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KeeNote

 

KeeNote is a blog by Anne-Marie Kee that covers topics on education, administration and parenting.

 

Summer Moments

 

As I sat sipping my coffee Saturday morning on my back porch, I stared at our milky pool. Friday night was our annual end-of-year pool party, and we had anywhere from two to 15 kids in there between 5 and 11:00pm. It was a hot night and the kids refused to leave the water. I think they got out to eat burgers and dogs, but I was preoccupied with serving the adults, so I can’t be sure.

I know they ate their ice cream cones in the pool because I took a picture. When I handed over the tray of drumsticks, I didn’t specifically tell the 12 year old, “only give these to kids who are out of the pool.” I assumed it would happen.  But the next thing I knew, 15 kids were hanging off the side of the pool – talking, laughing, and eating ice cream. For a split second, I thought of intervening, but then I remembered our old cleaning lady’s favorite expression, always said loudly, with an exaggerated shrug of the shoulders, and hands in mid-air: ‘What you gonna do?’

Nothing makes me happier than a pool full of kids. But a pool full of kids eating ice cream? Tough call. Maintain a clear pool - and have some rules! - or let kids enjoy the moment and deal with the consequences?  As you can guess, I acquiesced. I always think of Barbara Coloroso’s three considerations – don’t intervene if “it’s not morally threatening, it’s not unhealthy or life threatening.” I believe that sometimes you have to let kids be kids. Besides, it is one night per year, and Kevin is pretty skilled at playing chemist. He can clear the water by Monday (most years anyway).

The next day our friend Mary left a voicemail, thanking us for the party. She said that her four year old declared that his favorite part was, “walking across Niagara Falls with Jacob!” That needed an explanation. We have a rope between the shallow and deep ends of the pool that we sometimes use when there are going to be little ones in the pool. As any thinking person would know, this is not meant for walking. But my son thought this would be a fun game. Again, should I be upset about this? I love to see young and old playing together, and there’s nothing like a pool for that. Just imagine: a teenager helping a four year old, balancing on a rope and trying not to “fall in the Falls.”  Jacob told me that he was calling him Nik Wallenda. How can you get mad about that?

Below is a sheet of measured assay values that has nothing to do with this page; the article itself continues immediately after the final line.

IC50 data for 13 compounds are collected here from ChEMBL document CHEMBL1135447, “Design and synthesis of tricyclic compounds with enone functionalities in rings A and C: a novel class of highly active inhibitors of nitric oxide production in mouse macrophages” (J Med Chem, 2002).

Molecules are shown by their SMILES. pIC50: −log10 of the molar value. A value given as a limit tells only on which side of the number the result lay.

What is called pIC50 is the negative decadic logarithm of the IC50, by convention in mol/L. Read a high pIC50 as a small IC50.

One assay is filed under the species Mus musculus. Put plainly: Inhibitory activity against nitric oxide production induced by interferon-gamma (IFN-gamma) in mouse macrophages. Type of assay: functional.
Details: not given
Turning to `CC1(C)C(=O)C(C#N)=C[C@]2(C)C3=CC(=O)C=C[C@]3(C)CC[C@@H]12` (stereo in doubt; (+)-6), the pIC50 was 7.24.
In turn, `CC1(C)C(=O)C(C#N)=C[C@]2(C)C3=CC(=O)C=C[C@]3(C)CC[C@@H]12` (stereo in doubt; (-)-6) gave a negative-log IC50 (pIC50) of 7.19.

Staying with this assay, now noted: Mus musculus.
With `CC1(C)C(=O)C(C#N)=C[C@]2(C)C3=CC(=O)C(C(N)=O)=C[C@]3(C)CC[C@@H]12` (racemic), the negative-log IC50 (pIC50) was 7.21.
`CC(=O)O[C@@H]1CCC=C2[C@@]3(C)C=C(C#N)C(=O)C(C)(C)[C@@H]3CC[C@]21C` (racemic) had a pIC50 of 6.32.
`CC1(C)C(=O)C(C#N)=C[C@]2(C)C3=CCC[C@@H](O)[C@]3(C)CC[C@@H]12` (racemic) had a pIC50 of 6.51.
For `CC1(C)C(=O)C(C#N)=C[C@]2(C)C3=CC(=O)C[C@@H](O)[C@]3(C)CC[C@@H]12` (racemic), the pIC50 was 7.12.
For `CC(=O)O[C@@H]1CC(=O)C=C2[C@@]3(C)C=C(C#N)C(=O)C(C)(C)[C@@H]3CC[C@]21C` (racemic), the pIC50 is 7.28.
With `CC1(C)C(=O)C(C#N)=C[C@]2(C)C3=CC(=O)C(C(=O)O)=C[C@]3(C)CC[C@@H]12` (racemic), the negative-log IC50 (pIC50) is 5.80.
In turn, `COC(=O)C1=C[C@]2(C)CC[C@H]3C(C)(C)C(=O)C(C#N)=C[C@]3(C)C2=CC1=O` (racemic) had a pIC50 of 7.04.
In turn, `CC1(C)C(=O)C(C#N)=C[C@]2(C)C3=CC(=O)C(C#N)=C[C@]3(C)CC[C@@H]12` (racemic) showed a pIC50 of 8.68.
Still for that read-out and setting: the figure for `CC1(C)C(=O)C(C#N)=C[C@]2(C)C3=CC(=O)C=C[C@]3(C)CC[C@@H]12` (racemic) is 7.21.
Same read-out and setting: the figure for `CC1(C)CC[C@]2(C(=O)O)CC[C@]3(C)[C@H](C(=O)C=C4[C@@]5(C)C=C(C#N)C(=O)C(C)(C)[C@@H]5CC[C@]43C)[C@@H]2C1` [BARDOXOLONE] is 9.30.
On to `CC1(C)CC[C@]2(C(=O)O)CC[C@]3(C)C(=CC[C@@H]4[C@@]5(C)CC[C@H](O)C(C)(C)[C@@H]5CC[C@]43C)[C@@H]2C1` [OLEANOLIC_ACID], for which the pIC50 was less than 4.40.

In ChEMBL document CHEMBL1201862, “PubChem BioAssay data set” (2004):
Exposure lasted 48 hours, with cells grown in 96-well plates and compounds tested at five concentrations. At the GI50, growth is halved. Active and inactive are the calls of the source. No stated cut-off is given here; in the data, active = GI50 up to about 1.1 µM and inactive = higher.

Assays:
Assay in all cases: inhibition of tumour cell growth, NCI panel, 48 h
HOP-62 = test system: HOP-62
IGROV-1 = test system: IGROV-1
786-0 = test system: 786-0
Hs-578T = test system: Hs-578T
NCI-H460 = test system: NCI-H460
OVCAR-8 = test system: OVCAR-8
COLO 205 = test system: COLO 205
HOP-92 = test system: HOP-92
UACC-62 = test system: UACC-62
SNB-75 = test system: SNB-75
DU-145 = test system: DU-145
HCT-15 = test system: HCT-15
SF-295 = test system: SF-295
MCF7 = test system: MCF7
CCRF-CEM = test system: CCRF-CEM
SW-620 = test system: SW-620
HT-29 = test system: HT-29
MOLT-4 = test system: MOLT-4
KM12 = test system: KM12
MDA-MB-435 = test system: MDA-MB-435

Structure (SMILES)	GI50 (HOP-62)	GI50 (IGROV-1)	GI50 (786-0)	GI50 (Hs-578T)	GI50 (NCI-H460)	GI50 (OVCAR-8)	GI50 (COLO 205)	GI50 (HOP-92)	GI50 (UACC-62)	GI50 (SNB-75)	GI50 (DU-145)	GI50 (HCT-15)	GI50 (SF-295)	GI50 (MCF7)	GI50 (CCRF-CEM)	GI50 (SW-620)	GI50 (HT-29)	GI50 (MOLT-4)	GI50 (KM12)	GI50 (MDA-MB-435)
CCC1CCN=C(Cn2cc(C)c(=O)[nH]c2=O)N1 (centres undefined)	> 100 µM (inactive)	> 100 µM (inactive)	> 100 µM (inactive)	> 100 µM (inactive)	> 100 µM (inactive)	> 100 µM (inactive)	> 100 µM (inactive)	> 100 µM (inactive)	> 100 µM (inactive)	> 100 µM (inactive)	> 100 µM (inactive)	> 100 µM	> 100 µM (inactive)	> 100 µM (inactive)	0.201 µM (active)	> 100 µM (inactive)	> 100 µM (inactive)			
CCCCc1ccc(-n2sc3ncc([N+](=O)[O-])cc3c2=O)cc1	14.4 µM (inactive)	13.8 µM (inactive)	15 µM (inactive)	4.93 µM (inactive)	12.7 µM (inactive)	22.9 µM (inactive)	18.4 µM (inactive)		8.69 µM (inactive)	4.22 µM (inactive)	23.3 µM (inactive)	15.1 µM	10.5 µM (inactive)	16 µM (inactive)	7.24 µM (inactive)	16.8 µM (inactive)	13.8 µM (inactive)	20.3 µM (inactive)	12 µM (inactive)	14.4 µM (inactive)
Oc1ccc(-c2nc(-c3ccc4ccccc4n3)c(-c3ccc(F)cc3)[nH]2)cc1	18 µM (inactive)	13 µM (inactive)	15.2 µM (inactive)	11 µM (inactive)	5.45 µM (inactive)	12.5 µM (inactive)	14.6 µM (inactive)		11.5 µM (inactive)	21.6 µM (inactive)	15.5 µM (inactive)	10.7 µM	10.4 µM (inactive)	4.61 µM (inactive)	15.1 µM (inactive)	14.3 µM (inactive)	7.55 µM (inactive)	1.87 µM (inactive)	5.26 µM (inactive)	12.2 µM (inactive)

My hope is that you have a few of your own moments this summer... when your rational side that wants to control the situation loses and the fun continues….when the rules slide… and when you let kids be kids.

Here’s to those summer moments… 

 

Posted by amkee on Monday June, 25, 2012 at 07:45AM

1 Comment:

hey Anne Marie

Spent some time tonight catching up on your blogs...I had a good chuckle as I read your account of embarrassing your children. I think that inevitable situation is a right of passage for both parent and child as exemplified by your memories (fond ones now?) of how you were embarassed by your parents. Being well past that phase in the parenting stage, i agree with your colleague when he wrote about the silent internalization of emotion....mostly pride for me , when, on a cold winter night in downtown Toronto my  20-year-old daughter nestled under my arm to stay warm. They still know where to get the necessities.  

The recent account of your pool party, when you let the kids be kids, created a very specific memory for me. I used to coach a lot of sports and especially minor hockey. I remember one Saturday morning going to the rink early for a practice with a team of 9 and 10 year olds. No doubt it was late in the season and this particular group, on this particular Saturday had absolutely no interest in participating in a structured practice. I tried to make practices fun all year...really i did!!

I sensed the lack of enthusiasm early on so rather than fighting it I threw a tennis ball on the ice and let them play shinny for a better part of the 40 minutes. No whistles, no interruptions, no "teachable" moments. I even went and sat down on the players bench so I would be out of the way, I actually (actually) had 2 parents  approach me wondering if something was wrong and worried that I was upset with the kids. I went in to a big explanation about letting them be creative and letting them try new things on the ice in a non-threatenting situation , more participation for all players, yatta yatta yatta when all I really needed to say was " I'm just letting the kids be kids"

from Paul Roantree on 07/10/12

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